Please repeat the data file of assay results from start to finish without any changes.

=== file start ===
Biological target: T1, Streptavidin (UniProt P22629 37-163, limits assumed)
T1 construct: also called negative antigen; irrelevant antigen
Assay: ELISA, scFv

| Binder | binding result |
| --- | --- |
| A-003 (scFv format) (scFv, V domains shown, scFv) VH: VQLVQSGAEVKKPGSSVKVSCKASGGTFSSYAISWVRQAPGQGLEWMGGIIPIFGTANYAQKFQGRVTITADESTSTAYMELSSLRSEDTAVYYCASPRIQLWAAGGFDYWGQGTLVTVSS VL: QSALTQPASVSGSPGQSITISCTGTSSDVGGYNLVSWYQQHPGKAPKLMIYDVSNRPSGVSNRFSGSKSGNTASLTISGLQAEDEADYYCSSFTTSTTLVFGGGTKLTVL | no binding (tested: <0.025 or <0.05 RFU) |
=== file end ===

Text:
Biological target: T1, Streptavidin (UniProt P22629 37-163, limits assumed)
T1 construct: also called negative antigen; irrelevant antigen
Assay: ELISA, scFv

| Binder | binding result |
| --- | --- |
| A-003 (scFv format) (scFv, V domains shown, scFv) VH: VQLVQSGAEVKKPGSSVKVSCKASGGTFSSYAISWVRQAPGQGLEWMGGIIPIFGTANYAQKFQGRVTITADESTSTAYMELSSLRSEDTAVYYCASPRIQLWAAGGFDYWGQGTLVTVSS VL: QSALTQPASVSGSPGQSITISCTGTSSDVGGYNLVSWYQQHPGKAPKLMIYDVSNRPSGVSNRFSGSKSGNTASLTISGLQAEDEADYYCSSFTTSTTLVFGGGTKLTVL | no binding (tested: <0.025 or <0.05 RFU) |